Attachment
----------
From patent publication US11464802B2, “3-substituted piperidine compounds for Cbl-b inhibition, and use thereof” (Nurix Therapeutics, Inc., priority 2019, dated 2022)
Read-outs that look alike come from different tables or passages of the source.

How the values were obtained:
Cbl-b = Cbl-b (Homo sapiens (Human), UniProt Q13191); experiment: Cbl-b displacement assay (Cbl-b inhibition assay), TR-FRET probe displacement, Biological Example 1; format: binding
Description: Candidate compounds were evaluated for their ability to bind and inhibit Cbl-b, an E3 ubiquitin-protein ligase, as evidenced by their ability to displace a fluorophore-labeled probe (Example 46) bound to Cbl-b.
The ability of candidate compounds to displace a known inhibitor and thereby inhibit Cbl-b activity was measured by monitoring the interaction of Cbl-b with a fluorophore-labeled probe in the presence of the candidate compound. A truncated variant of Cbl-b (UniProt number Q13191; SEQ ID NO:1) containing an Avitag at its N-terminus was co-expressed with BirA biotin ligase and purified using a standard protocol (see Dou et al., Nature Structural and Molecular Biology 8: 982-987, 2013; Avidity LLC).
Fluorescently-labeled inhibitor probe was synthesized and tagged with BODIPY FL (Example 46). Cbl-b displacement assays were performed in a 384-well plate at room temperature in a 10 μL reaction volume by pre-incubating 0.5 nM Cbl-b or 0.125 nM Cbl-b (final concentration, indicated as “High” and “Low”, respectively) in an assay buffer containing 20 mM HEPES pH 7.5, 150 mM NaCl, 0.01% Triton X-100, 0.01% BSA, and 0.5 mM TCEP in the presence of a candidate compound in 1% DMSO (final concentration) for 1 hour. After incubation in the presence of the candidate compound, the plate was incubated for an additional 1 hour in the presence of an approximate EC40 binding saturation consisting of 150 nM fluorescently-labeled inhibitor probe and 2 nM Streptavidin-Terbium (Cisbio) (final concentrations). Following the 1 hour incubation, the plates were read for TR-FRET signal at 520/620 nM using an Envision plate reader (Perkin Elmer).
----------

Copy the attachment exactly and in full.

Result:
From patent publication US11464802B2, “3-substituted piperidine compounds for Cbl-b inhibition, and use thereof” (Nurix Therapeutics, Inc., priority 2019, dated 2022)
Read-outs that look alike come from different tables or passages of the source.

How the values were obtained:
Cbl-b = Cbl-b (Homo sapiens (Human), UniProt Q13191); experiment: Cbl-b displacement assay (Cbl-b inhibition assay), TR-FRET probe displacement, Biological Example 1; format: binding
Description: Candidate compounds were evaluated for their ability to bind and inhibit Cbl-b, an E3 ubiquitin-protein ligase, as evidenced by their ability to displace a fluorophore-labeled probe (Example 46) bound to Cbl-b.
The ability of candidate compounds to displace a known inhibitor and thereby inhibit Cbl-b activity was measured by monitoring the interaction of Cbl-b with a fluorophore-labeled probe in the presence of the candidate compound. A truncated variant of Cbl-b (UniProt number Q13191; SEQ ID NO:1) containing an Avitag at its N-terminus was co-expressed with BirA biotin ligase and purified using a standard protocol (see Dou et al., Nature Structural and Molecular Biology 8: 982-987, 2013; Avidity LLC).
Fluorescently-labeled inhibitor probe was synthesized and tagged with BODIPY FL (Example 46). Cbl-b displacement assays were performed in a 384-well plate at room temperature in a 10 μL reaction volume by pre-incubating 0.5 nM Cbl-b or 0.125 nM Cbl-b (final concentration, indicated as “High” and “Low”, respectively) in an assay buffer containing 20 mM HEPES pH 7.5, 150 mM NaCl, 0.01% Triton X-100, 0.01% BSA, and 0.5 mM TCEP in the presence of a candidate compound in 1% DMSO (final concentration) for 1 hour. After incubation in the presence of the candidate compound, the plate was incubated for an additional 1 hour in the presence of an approximate EC40 binding saturation consisting of 150 nM fluorescently-labeled inhibitor probe and 2 nM Streptavidin-Terbium (Cisbio) (final concentrations). Following the 1 hour incubation, the plates were read for TR-FRET signal at 520/620 nM using an Envision plate reader (Perkin Elmer).